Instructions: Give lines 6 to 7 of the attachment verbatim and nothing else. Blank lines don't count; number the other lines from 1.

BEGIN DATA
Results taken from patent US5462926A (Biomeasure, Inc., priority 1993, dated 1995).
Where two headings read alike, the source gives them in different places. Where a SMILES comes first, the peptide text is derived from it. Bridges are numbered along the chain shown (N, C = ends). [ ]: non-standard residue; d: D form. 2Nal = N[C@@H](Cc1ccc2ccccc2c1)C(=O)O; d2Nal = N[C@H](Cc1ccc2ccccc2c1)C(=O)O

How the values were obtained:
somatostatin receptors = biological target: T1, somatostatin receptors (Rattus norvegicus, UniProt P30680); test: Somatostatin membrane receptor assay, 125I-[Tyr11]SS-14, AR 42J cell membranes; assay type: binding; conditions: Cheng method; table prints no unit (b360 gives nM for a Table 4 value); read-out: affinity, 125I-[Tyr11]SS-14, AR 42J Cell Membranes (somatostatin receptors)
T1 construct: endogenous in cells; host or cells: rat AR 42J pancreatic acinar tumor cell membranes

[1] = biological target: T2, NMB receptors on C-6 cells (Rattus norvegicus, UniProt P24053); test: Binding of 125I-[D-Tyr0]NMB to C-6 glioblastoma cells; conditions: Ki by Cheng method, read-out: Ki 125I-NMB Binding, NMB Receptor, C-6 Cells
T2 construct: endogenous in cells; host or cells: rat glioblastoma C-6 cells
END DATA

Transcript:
[1] = biological target: T2, NMB receptors on C-6 cells (Rattus norvegicus, UniProt P24053); test: Binding of 125I-[D-Tyr0]NMB to C-6 glioblastoma cells; conditions: Ki by Cheng method, read-out: Ki 125I-NMB Binding, NMB Receptor, C-6 Cells
T2 construct: endogenous in cells; host or cells: rat glioblastoma C-6 cells